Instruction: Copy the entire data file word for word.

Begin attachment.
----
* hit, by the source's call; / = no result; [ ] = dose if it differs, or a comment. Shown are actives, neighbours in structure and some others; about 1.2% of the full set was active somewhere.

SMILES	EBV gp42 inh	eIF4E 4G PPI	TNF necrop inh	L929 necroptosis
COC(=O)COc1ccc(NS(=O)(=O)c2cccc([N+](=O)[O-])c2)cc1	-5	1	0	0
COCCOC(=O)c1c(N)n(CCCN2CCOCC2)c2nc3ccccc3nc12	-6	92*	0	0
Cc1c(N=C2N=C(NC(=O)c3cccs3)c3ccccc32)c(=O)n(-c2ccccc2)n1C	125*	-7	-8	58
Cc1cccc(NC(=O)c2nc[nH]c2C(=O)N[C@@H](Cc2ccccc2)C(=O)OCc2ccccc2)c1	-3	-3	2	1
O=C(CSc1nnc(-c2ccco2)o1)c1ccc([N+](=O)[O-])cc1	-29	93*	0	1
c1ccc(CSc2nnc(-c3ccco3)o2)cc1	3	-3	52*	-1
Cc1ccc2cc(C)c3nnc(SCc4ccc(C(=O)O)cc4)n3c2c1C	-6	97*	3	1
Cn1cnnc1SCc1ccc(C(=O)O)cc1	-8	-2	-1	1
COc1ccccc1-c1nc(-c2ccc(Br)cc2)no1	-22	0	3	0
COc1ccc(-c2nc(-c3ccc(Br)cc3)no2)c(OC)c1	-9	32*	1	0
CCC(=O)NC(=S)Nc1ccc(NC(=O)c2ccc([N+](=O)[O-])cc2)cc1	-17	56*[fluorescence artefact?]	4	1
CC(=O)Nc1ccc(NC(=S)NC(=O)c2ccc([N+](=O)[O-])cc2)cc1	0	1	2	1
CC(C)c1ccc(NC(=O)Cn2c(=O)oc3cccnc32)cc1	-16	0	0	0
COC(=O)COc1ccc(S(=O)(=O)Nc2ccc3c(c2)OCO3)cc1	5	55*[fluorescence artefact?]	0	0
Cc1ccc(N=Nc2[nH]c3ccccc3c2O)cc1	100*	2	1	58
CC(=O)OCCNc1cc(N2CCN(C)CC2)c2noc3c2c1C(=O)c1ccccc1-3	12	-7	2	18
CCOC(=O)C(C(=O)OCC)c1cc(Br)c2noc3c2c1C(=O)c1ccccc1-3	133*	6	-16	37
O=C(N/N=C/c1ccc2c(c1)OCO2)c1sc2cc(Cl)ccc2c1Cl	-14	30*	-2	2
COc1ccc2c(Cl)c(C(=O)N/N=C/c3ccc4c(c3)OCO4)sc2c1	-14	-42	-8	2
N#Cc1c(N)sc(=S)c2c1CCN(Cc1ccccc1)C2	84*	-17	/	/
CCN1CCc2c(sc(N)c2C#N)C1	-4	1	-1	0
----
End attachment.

* hit, by the source's call; / = no result; [ ] = dose if it differs, or a comment. Shown are actives, neighbours in structure and some others; about 1.2% of the full set was active somewhere.

SMILES	EBV gp42 inh	eIF4E 4G PPI	TNF necrop inh	L929 necroptosis
COC(=O)COc1ccc(NS(=O)(=O)c2cccc([N+](=O)[O-])c2)cc1	-5	1	0	0
COCCOC(=O)c1c(N)n(CCCN2CCOCC2)c2nc3ccccc3nc12	-6	92*	0	0
Cc1c(N=C2N=C(NC(=O)c3cccs3)c3ccccc32)c(=O)n(-c2ccccc2)n1C	125*	-7	-8	58
Cc1cccc(NC(=O)c2nc[nH]c2C(=O)N[C@@H](Cc2ccccc2)C(=O)OCc2ccccc2)c1	-3	-3	2	1
O=C(CSc1nnc(-c2ccco2)o1)c1ccc([N+](=O)[O-])cc1	-29	93*	0	1
c1ccc(CSc2nnc(-c3ccco3)o2)cc1	3	-3	52*	-1
Cc1ccc2cc(C)c3nnc(SCc4ccc(C(=O)O)cc4)n3c2c1C	-6	97*	3	1
Cn1cnnc1SCc1ccc(C(=O)O)cc1	-8	-2	-1	1
COc1ccccc1-c1nc(-c2ccc(Br)cc2)no1	-22	0	3	0
COc1ccc(-c2nc(-c3ccc(Br)cc3)no2)c(OC)c1	-9	32*	1	0
CCC(=O)NC(=S)Nc1ccc(NC(=O)c2ccc([N+](=O)[O-])cc2)cc1	-17	56*[fluorescence artefact?]	4	1
CC(=O)Nc1ccc(NC(=S)NC(=O)c2ccc([N+](=O)[O-])cc2)cc1	0	1	2	1
CC(C)c1ccc(NC(=O)Cn2c(=O)oc3cccnc32)cc1	-16	0	0	0
COC(=O)COc1ccc(S(=O)(=O)Nc2ccc3c(c2)OCO3)cc1	5	55*[fluorescence artefact?]	0	0
Cc1ccc(N=Nc2[nH]c3ccccc3c2O)cc1	100*	2	1	58
CC(=O)OCCNc1cc(N2CCN(C)CC2)c2noc3c2c1C(=O)c1ccccc1-3	12	-7	2	18
CCOC(=O)C(C(=O)OCC)c1cc(Br)c2noc3c2c1C(=O)c1ccccc1-3	133*	6	-16	37
O=C(N/N=C/c1ccc2c(c1)OCO2)c1sc2cc(Cl)ccc2c1Cl	-14	30*	-2	2
COc1ccc2c(Cl)c(C(=O)N/N=C/c3ccc4c(c3)OCO4)sc2c1	-14	-42	-8	2
N#Cc1c(N)sc(=S)c2c1CCN(Cc1ccccc1)C2	84*	-17	/	/
CCN1CCc2c(sc(N)c2C#N)C1	-4	1	-1	0